So, how does GIC do it? Let’s look at the breakdown of its portfolio:
Over half of it is placed, rather conservatively, into bonds (40 per cent of the total) and real estate (13 per cent), with the remaining part placed into more risky equities distributed between emerging and developed markets alike.
Geographically, GIC is still leaning heavily towards the USA, with 38 per cent of its investments located there, followed by Asia (chiefly China and Japan), Europe, and then the rest of the world (remember however, that GIC does not invest in Singapore):
There are certain aspects to how the company manages its funds that may not be relevant to retail investors, such as concerns about its public image and the impact its decisions may have on it.
This pushes it to put money into more environmentally-friendly, sustainable investments, away from dirty industries (but may not be a concern to you).
The general takeaway here is that it’s possible to have very healthy, long-term returns from a portfolio heavily dependent on investments perceived as relatively safe, as long as the risky equity side is sufficiently diversified and yields (presumably) above average return rates to push the returns upward.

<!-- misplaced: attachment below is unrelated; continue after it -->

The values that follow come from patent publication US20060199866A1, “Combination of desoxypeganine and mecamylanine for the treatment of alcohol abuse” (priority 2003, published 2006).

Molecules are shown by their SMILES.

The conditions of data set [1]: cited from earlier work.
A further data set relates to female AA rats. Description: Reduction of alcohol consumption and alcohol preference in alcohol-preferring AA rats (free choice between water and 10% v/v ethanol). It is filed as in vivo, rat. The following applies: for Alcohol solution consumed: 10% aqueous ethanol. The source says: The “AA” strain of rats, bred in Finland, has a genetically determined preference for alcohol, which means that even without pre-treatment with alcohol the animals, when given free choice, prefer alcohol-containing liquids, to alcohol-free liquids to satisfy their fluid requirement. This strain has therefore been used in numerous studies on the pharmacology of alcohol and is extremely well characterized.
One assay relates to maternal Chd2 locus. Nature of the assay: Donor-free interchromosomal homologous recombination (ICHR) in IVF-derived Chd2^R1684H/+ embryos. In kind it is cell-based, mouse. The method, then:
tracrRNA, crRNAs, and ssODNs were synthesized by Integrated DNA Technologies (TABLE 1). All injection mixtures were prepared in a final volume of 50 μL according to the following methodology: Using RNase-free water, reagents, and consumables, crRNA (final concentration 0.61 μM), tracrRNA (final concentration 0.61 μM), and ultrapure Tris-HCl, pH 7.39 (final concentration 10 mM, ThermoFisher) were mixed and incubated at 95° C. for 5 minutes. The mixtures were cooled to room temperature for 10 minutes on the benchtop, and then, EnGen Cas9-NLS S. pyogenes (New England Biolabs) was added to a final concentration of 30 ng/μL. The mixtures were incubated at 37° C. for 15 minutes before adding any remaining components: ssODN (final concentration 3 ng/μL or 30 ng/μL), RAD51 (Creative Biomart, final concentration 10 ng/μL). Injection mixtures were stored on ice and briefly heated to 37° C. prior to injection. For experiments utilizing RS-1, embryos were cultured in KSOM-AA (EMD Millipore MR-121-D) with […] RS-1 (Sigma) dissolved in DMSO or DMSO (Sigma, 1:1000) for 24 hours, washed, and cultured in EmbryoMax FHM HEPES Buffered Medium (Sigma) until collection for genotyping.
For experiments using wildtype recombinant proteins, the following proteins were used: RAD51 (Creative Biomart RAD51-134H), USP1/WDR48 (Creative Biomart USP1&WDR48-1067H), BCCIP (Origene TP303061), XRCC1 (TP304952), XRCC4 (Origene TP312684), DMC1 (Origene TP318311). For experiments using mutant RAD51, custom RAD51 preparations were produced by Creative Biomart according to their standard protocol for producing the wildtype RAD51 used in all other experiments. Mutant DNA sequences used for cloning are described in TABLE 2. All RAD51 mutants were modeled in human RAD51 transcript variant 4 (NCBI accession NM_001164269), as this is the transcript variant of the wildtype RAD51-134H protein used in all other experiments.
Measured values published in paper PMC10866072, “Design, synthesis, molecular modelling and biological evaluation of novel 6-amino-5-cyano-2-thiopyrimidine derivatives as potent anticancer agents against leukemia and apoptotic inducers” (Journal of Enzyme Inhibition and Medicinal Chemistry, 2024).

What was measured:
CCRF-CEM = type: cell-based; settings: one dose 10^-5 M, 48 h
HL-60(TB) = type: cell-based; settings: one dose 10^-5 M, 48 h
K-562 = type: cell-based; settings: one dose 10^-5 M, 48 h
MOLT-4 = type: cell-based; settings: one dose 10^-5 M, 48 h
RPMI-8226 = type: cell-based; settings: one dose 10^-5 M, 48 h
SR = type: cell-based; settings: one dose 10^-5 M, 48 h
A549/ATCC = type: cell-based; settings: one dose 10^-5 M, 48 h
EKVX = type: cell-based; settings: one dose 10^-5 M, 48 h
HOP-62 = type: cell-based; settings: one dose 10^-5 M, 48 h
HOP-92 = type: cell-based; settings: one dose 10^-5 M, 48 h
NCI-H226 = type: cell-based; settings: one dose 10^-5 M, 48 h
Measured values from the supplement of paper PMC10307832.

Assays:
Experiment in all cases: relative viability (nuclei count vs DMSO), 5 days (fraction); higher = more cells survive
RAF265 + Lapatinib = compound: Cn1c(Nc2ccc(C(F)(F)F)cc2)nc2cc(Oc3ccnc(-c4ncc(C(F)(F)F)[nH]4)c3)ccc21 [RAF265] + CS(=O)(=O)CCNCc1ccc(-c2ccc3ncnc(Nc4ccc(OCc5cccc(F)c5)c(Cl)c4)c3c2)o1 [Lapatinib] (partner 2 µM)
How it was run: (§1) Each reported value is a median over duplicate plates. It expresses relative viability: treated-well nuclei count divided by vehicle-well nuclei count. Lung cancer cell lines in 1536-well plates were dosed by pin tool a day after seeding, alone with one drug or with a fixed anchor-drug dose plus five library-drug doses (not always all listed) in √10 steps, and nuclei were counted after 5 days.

GIC doesn’t beat the markets, overall, but that was never its goal. It comes very close, however, while taking far lower risks.
Startups going down, mixed signals on China
According to conversations GIC’s Chief Investment Officer Jeffrey Jaensubhakij and CEO Lim Chow Kiat, recently had with Reuters and Financial Times, the company’s push into private markets (including major deals with technological startups) — whose share in its portfolio increased from nine to 17 per cent over the past six years — may face a slowdown or even a retreat, should the current high interest rates and slower economic activity persist.
There may still be opportunities, but the cheap money bonanza is clearly over.
Nobody really knows how long this new situation — which follows over a decade of near-zero rates in the developed world — is going to last.
Meanwhile, when it comes to China — an economically and politically a hot button issue — the reports about what GIC leadership thinks were bizarrely inconsistent across just past two days.
At first, Reuters ran a story with a big headline, suggesting that GIC bets big on China:
But then, Financial Times reported GIC’s CEO speaking very cautiously about investment prospects on the mainland:
Between the two, I think Reuters really jumped the gun and read more into what GIC leaders told it — and we do have to bear in mind that they must also watch what they say due to unforeseen repercussions. Their every word could have significant impact in Beijing and on GIC’s investments in the country.
However, remembering the recent crackdown on Chinese billionaires and the outflow of wealthy mainlanders — i.a. to Singapore — it’s hard to be optimistic about China in the near future.
Featured Image Credit: Vulcan Post